The course introduces students to some fundamentals of research methodology, and gives students first hand experience by having them carry out a small research project, under close supervision by a member of academic staff. The course comprises a series of lectures which cover the following topics: how to define a research problem; writing a research paper and report; how to give a seminar; the use of search tools and databases to find relevant literature; scientific methods in practice; design of an experiment. Students complete an individual research project which requires them to carry out background reading and literature review, and to prepare a research report and give a seminar at the end of the course.
Upon successful completion, students will have the knowledge and skills to:
After successfully completing this subject the student will be able to:
- Demonstrate an ability to communicate in relation to an computing project in oral, written and graphical forms, with an an appreciation of the need to pitch any communication item appropriately for the audience. This includes demonstrated skills in the writing of abstracts and research papers.
- Demonstrate an improved ability to use an active approach to learning and to undertake reflective professional practice.
- Demonstrate an awareness of the existence of technological choices; and make appropriate choices based on a consideration of design criteria.
- Demonstrate an ability to undertake and manage a research project of significant size and scope.
- Understanding of the process of identifying and formulating research problems.
- Ability to carry out literature searches and some ability to critically evaluate literature.
- Design and conduct experiments, devise appropriate measurements, analyze and interpret data and form reliable conclusions.
- Demonstrate awareness of the importance of documenting all aspects of the development of an computing project of significant magnitude.
Two assignments, worth 15% each. The project assessment is worth 70% and consists of the project report (65%), a seminar (15%) and other assessment items jointly agreed on by the student and supervisor prior to project commencement (20%).
The ANU uses Turnitin to enhance student citation and referencing techniques, and to assess assignment submissions as a component of the University's approach to managing Academic Integrity. While the use of Turnitin is not mandatory, the ANU highly recommends Turnitin is used by both teaching staff and students. For additional information regarding Turnitin please visit the ANU Online website.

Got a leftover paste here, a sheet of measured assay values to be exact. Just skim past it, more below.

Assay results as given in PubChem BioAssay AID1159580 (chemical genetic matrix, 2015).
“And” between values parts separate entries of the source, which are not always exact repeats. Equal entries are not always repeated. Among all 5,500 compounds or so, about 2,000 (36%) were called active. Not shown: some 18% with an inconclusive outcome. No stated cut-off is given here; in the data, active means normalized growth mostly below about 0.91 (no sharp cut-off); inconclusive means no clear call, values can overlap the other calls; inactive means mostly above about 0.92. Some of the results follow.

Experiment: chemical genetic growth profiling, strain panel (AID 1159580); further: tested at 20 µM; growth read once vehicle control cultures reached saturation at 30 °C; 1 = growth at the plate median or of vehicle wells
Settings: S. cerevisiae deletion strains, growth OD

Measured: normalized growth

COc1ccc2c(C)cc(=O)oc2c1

A research project with a time commitment of approximately 90 hours, and two assignments with a time commitment of approximately 20 hours each. The projects take into account the student's background and the stage of their degree. Students are encouraged to meet with their supervisor on a regular basis (at least once a week).
Requisite and Incompatibility
Justin Zobel, Writing for Computer Science, 2nd Ed, Springer, 2004
Tuition fees are for the academic year indicated at the top of the page.
If you are a domestic graduate coursework or international student you will be required to pay tuition fees. Students continuing in their current program of study will have their tuition fees indexed annually from the year in which you commenced your program. Further information for domestic and international students about tuition and other fees can be found at Fees.
- Student Contribution Band:
- Unit value:
- 6 units
If you are an undergraduate student and have been offered a Commonwealth supported place, your fees are set by the Australian Government for each course. At ANU 1 EFTSL is 48 units (normally 8 x 6-unit courses). You can find your student contribution amount for each course at Fees. Where there is a unit range displayed for this course, not all unit options below may be available.
- Domestic fee paying students
- International fee paying students
Offerings, Dates and Class Summary Links
ANU utilises MyTimetable to enable students to view the timetable for their enrolled courses, browse, then self-allocate to small teaching activities / tutorials so they can better plan their time. Find out more on the Timetable webpage.
Class summaries, if available, can be accessed by clicking on the View link for the relevant class number.
|Class number||Class start date||Last day to enrol||Census date||Class end date||Mode Of Delivery||Class Summary|
|4598||17 Feb 2014||07 Mar 2014||31 Mar 2014||30 May 2014||In Person||N/A|